LeoVegas, a popular online gambling operator has been fined £600,000 by the UK Gambling Commission for misconducts that included misleading advertisement and failing to return deposits made by over 11,000 problem gamblers who had requested to be barred from playing. This is, however, not the first time that the Gambling Commission is cracking down on failings by operators – it has previously fined 888 Holdings and SkyBet for inadequate self-exclusion schemes. With the LeoVegas, the commission hopes to have a more profound effect on how the operators carry themselves henceforth.
“The outcome of this case should leave no one in any doubt that we will be tough with license holders who mislead consumers or fail to meet the standards we set in our license conditions and codes of practice. We want operators to learn the lessons from our investigations and use those lessons to raise standards,” Neil McArthur, the UK Gambling Commission’s chief executive said.
As far as the specifics go, the Gambling Commission’s investigation revealed that LeoVegas online casino failed to return deposits to 11,205 customers who had self-excluded. The commission also found that the platform had also gone ahead to send advertisements to 1,894 who had previously self-excluded – 413 of them were then allowed to log in to the platform where each of the wagered over £200,000 over two months. There was no intervention by the company as the problem gamblers were not even advised to apply for the site’s 24-hour “cooling-off” period.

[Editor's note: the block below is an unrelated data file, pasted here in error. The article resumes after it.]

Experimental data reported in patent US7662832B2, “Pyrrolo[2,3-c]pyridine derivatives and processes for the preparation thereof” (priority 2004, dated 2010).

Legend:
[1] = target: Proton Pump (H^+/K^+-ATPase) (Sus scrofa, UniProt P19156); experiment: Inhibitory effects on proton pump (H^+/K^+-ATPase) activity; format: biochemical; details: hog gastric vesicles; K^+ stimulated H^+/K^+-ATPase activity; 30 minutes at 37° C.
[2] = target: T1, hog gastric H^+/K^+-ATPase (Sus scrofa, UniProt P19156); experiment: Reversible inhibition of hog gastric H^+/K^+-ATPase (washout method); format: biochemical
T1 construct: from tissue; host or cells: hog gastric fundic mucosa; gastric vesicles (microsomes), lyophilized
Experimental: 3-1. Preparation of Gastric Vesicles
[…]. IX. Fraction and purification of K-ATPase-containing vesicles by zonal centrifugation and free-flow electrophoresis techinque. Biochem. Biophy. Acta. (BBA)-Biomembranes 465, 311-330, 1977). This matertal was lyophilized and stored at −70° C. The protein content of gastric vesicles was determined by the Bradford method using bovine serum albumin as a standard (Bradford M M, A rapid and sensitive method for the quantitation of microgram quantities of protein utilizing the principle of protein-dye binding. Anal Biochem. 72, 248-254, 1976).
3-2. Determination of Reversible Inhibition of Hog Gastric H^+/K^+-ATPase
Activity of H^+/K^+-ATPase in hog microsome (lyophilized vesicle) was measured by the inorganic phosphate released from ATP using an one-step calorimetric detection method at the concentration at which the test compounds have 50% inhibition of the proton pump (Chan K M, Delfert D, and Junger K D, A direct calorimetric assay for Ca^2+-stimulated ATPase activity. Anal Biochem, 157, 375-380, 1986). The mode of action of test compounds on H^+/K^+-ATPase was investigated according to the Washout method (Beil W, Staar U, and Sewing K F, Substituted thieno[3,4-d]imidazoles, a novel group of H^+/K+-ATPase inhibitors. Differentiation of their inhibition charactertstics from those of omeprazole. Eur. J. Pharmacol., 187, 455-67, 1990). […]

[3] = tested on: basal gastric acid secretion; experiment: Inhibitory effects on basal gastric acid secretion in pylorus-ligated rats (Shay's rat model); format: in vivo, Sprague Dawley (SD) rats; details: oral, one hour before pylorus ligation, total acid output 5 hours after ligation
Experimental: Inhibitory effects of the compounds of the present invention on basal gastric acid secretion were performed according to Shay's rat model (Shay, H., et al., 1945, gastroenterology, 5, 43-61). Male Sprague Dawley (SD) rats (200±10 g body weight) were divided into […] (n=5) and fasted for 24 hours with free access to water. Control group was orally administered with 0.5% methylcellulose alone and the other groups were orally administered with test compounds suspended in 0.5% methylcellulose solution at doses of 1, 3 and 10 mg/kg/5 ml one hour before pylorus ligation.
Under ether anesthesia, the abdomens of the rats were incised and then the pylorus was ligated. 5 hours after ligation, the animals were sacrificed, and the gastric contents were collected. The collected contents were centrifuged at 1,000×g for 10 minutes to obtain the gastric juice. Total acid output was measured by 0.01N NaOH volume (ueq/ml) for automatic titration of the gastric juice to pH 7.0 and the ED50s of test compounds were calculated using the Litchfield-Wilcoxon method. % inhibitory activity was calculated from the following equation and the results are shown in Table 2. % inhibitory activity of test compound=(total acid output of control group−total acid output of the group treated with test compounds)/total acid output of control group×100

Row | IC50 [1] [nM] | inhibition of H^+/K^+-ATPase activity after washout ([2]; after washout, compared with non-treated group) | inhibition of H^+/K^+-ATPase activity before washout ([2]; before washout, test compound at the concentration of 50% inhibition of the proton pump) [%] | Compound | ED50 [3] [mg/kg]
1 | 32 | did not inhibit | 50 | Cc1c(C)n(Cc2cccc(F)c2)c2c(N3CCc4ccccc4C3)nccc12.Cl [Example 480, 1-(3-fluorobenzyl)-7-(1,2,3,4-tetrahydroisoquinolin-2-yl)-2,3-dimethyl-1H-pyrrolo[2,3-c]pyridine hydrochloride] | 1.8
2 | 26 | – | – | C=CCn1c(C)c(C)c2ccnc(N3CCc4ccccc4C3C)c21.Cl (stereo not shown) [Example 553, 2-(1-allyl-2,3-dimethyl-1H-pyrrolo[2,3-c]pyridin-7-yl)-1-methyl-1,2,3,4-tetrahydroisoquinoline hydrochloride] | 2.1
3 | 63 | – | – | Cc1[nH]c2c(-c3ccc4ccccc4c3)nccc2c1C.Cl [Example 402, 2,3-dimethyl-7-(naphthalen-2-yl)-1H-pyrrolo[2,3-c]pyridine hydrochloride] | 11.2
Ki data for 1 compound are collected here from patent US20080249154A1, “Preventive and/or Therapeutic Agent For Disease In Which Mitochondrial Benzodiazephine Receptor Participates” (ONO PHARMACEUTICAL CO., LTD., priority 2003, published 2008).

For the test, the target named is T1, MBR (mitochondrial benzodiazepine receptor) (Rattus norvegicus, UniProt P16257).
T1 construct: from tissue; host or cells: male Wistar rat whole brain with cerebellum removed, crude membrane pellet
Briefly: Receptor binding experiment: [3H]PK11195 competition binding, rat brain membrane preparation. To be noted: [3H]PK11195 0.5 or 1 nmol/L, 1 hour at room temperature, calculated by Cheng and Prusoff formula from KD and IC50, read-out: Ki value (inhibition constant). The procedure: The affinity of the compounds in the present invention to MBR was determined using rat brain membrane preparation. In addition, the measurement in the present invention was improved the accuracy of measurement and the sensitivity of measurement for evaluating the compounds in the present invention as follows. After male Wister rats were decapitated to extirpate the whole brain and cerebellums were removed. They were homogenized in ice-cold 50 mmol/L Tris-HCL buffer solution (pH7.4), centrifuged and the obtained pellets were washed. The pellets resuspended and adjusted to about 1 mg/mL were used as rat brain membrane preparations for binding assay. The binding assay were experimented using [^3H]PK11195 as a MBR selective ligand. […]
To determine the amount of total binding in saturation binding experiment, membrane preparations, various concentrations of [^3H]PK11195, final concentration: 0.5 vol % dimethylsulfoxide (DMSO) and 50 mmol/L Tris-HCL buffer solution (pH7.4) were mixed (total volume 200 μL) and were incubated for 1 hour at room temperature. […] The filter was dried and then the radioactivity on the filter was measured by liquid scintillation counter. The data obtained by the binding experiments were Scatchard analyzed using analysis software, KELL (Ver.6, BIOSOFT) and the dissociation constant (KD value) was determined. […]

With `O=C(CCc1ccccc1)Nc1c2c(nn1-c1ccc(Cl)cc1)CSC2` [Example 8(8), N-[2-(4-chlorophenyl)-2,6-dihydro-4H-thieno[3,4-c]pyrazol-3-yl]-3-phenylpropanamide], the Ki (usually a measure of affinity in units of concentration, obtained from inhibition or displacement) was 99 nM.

It was further found that LeoVegas and its associated entities had issued up to 41 misleading adverts between April 2017 and January 2018. These included advertisements of promotions that left out details pertaining to the restrictions of said promotions.
Fortunately, LeoVegas has agreed to take responsibility – it has already closed all the affected accounts and will pay the £600,000 penalty package. All the funds in the accounts whose owners had self-excluded will be returned to directly to the affected customers or channeled towards socially responsible gambling causes. In addition to this, the company has also agreed to make a £13,000 payment towards the Gambling Commission’s investigation costs.
LeoVegas made the announcement in its first-quarter report saying:
“LeoVegas has high ambitions for compliance with laws and regulations and we have continuously improved our procedures and processes. We have had discussions with the UK Gambling Commission on suspected cases of breaches of the British gaming rules. A clear majority of cases are attributable to affiliate marketing.
We have also improved our routines, which has led us to close off non-compliant affiliates. This means that I feel great assurance in the work we do, both in the short and long term, but also in the face of continued expansion into new regulated markets. It’s good that UKGC puts increased demands on us in the gaming industry. It is an advantage for serious actors who both have the will and ambition to work in a regulated market.”
The report also showed that the company’s revenue for the first quarter of 2018 came in at £68.2 million which is a 76 percent increase from the revenue from the same period last year. So far, so good!